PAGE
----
On behalf of the American Bankers Association and state bankers associations across the country, K&L Gates partner Paul F. Hancock and associate Olivia Kelman crafted a comment that was submitted to the U.S. Department of Housing and Urban Development (“HUD” or “Department”) on August 20, 2018, in support of reopening rulemaking regarding the Department’s implementation of the Fair Housing Act’s disparate impact standard. On June 20, 2018, HUD issued an advance notice of proposed rulemaking that sought public comment on possible amendments to the Department’s 2013 final disparate impact rule in light of the U.S. Supreme Court’s decision in Texas Department of Housing and Community Affairs v. Inclusive Communities Project, Inc., 135 S. Ct. 2507 (2015). In that decision, the Supreme Court articulated the standards for, and the constitutional limitations on, disparate impact claims under the Fair Housing Act. The comment explains that the rule should be amended because it adopts standards that are inconsistent with Supreme Court precedent, fails to provide much needed guidance to entities seeking to comply with the law, and is therefore outdated and ineffective. A copy of the comment is available here.
The CFPB wants to get to know you – well. But it’s not a prelude to a kiss.
On January 12, 2012, the CFPB released its new Mortgage Origination Examination Procedures Governing Banks and Nonbanks (the “Procedures”). The release of the Procedures follows close on the heels of the CFPB’s October 13, 2011 release of its mortgage servicing examination procedures (see The CFPB Mortgage Servicing Examination Procedures Fail to Harmonize – Isn’t It Ironic? ), and its January 5, 2012 announcement of its nonbank supervision program (see CFPB Officially Launches Nonbank Supervision Program). Read More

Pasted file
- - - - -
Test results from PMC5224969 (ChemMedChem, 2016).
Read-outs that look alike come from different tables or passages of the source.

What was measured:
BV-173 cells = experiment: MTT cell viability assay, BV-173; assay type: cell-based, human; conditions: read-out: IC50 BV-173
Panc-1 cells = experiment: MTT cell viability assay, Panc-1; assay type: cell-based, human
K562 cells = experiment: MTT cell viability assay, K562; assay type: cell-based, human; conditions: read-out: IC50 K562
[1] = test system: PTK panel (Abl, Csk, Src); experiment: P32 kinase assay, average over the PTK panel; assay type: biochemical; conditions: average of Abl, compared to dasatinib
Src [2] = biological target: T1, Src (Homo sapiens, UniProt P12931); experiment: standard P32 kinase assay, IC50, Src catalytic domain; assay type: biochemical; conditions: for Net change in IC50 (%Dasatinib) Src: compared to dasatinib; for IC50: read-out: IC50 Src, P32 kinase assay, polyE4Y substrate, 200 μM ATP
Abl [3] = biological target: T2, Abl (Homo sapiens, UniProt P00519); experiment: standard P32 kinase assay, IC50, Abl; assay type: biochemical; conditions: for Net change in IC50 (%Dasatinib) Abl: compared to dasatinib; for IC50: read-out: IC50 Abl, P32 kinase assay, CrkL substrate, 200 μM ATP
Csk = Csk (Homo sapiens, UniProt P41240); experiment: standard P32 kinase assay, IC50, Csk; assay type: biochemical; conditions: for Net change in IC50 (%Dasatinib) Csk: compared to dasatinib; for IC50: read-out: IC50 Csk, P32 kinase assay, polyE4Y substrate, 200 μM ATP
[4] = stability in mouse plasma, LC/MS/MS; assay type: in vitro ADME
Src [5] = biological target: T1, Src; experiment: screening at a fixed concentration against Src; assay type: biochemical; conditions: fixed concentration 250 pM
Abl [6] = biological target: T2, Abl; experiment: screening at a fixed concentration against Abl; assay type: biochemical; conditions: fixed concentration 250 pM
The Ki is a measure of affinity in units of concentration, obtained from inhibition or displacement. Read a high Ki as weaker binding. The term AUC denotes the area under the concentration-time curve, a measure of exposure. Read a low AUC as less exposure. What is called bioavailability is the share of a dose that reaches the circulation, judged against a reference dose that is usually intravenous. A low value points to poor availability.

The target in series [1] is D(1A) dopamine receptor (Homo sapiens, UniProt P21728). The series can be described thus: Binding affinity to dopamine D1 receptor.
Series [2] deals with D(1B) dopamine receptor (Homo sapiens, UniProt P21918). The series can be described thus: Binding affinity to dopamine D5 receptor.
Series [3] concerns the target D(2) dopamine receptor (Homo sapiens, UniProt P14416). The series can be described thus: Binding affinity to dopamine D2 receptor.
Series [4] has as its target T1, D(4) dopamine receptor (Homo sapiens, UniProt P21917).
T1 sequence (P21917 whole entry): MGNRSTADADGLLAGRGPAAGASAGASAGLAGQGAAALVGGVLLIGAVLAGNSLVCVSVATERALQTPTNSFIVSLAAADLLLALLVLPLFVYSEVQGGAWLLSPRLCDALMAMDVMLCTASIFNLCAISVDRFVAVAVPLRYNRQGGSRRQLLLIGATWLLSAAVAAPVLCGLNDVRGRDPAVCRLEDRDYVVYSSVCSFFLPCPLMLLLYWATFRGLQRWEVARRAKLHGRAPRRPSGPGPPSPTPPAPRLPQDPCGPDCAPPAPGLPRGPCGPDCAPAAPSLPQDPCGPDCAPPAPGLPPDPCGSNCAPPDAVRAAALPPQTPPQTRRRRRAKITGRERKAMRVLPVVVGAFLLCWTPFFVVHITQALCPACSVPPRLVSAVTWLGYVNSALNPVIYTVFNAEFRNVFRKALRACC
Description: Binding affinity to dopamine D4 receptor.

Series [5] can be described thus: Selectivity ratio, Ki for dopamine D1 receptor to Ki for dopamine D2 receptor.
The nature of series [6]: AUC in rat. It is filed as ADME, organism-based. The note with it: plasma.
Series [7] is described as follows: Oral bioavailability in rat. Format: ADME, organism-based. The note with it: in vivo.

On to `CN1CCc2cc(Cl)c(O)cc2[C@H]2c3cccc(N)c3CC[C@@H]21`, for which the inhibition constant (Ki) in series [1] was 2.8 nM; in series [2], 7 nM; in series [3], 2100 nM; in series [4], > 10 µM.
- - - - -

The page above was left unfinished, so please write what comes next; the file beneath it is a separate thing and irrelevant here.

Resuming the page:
A Massachusetts federal court recently confirmed MERS’s ability to assign mortgages under Massachusetts law and approved MERS’s practices in doing so.
In Culhane v. Aurora Loan Services, — F. Supp. 2d —-, 2011 WL 5925525 (D. Mass. Nov. 28, 2011), a borrower sued her loan servicer to prevent foreclosure. The court granted summary judgment for the servicer, addressing two principal issues. First, the court examined whether Massachusetts law requires that the same entity hold both the note and mortgage before initiating the foreclosure process. Predicting how the Massachusetts Supreme Judicial Court may rule in a pending appeal, Eaton v. Federal National Mortgage Association, SJC-11041 (argued Oct. 3, 2011), the federal court concluded that under Massachusetts law, the mortgagee must either be the noteholder, or the servicer of the noteholder acting pursuant to authority from the noteholder, to foreclose on property pursuant to the power of sale. Read More